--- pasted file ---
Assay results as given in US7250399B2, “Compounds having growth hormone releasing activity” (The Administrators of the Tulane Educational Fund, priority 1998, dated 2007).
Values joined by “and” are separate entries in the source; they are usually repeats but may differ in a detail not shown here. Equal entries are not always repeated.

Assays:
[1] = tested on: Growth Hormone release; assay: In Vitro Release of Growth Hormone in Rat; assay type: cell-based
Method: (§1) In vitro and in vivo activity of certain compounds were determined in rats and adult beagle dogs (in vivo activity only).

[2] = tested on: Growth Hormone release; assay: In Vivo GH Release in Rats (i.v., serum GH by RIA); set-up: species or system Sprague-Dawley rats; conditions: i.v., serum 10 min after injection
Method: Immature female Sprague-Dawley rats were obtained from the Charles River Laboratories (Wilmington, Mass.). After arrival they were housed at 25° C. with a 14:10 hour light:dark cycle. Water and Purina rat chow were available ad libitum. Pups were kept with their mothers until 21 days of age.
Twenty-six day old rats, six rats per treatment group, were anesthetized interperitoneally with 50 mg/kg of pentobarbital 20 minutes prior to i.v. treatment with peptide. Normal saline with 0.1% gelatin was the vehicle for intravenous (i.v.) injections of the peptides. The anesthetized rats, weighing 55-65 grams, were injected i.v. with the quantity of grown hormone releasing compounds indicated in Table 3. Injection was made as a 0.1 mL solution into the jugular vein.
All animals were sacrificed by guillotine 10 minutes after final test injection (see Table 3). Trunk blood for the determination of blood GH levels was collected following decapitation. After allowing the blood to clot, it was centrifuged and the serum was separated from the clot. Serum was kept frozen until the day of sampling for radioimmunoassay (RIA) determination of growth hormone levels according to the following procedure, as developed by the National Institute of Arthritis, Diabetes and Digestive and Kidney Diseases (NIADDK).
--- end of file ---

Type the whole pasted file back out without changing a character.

Assay results as given in US7250399B2, “Compounds having growth hormone releasing activity” (The Administrators of the Tulane Educational Fund, priority 1998, dated 2007).
Values joined by “and” are separate entries in the source; they are usually repeats but may differ in a detail not shown here. Equal entries are not always repeated.

Assays:
[1] = tested on: Growth Hormone release; assay: In Vitro Release of Growth Hormone in Rat; assay type: cell-based
Method: (§1) In vitro and in vivo activity of certain compounds were determined in rats and adult beagle dogs (in vivo activity only).

[2] = tested on: Growth Hormone release; assay: In Vivo GH Release in Rats (i.v., serum GH by RIA); set-up: species or system Sprague-Dawley rats; conditions: i.v., serum 10 min after injection
Method: Immature female Sprague-Dawley rats were obtained from the Charles River Laboratories (Wilmington, Mass.). After arrival they were housed at 25° C. with a 14:10 hour light:dark cycle. Water and Purina rat chow were available ad libitum. Pups were kept with their mothers until 21 days of age.
Twenty-six day old rats, six rats per treatment group, were anesthetized interperitoneally with 50 mg/kg of pentobarbital 20 minutes prior to i.v. treatment with peptide. Normal saline with 0.1% gelatin was the vehicle for intravenous (i.v.) injections of the peptides. The anesthetized rats, weighing 55-65 grams, were injected i.v. with the quantity of grown hormone releasing compounds indicated in Table 3. Injection was made as a 0.1 mL solution into the jugular vein.
All animals were sacrificed by guillotine 10 minutes after final test injection (see Table 3). Trunk blood for the determination of blood GH levels was collected following decapitation. After allowing the blood to clot, it was centrifuged and the serum was separated from the clot. Serum was kept frozen until the day of sampling for radioimmunoassay (RIA) determination of growth hormone levels according to the following procedure, as developed by the National Institute of Arthritis, Diabetes and Digestive and Kidney Diseases (NIADDK).